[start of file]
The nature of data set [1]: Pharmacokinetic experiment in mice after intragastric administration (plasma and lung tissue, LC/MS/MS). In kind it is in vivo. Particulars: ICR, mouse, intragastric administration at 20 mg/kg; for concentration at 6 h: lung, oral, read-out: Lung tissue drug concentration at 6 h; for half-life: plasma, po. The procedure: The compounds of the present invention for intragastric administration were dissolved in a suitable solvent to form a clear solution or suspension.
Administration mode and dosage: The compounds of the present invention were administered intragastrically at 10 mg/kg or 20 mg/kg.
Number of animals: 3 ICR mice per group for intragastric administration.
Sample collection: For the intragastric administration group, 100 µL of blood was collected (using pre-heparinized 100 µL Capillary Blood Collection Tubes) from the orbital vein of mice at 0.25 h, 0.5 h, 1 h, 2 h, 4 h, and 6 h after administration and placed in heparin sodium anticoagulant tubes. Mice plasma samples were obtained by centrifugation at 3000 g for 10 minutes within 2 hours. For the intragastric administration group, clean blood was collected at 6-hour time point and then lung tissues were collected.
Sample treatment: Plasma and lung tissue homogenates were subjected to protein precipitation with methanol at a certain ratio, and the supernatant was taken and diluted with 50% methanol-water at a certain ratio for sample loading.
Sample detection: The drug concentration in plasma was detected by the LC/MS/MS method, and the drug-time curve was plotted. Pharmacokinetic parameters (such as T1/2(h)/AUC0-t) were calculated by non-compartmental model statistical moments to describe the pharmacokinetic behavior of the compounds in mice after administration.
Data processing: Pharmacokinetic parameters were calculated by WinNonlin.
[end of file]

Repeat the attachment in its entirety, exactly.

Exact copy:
The nature of data set [1]: Pharmacokinetic experiment in mice after intragastric administration (plasma and lung tissue, LC/MS/MS). In kind it is in vivo. Particulars: ICR, mouse, intragastric administration at 20 mg/kg; for concentration at 6 h: lung, oral, read-out: Lung tissue drug concentration at 6 h; for half-life: plasma, po. The procedure: The compounds of the present invention for intragastric administration were dissolved in a suitable solvent to form a clear solution or suspension.
Administration mode and dosage: The compounds of the present invention were administered intragastrically at 10 mg/kg or 20 mg/kg.
Number of animals: 3 ICR mice per group for intragastric administration.
Sample collection: For the intragastric administration group, 100 µL of blood was collected (using pre-heparinized 100 µL Capillary Blood Collection Tubes) from the orbital vein of mice at 0.25 h, 0.5 h, 1 h, 2 h, 4 h, and 6 h after administration and placed in heparin sodium anticoagulant tubes. Mice plasma samples were obtained by centrifugation at 3000 g for 10 minutes within 2 hours. For the intragastric administration group, clean blood was collected at 6-hour time point and then lung tissues were collected.
Sample treatment: Plasma and lung tissue homogenates were subjected to protein precipitation with methanol at a certain ratio, and the supernatant was taken and diluted with 50% methanol-water at a certain ratio for sample loading.
Sample detection: The drug concentration in plasma was detected by the LC/MS/MS method, and the drug-time curve was plotted. Pharmacokinetic parameters (such as T1/2(h)/AUC0-t) were calculated by non-compartmental model statistical moments to describe the pharmacokinetic behavior of the compounds in mice after administration.
Data processing: Pharmacokinetic parameters were calculated by WinNonlin.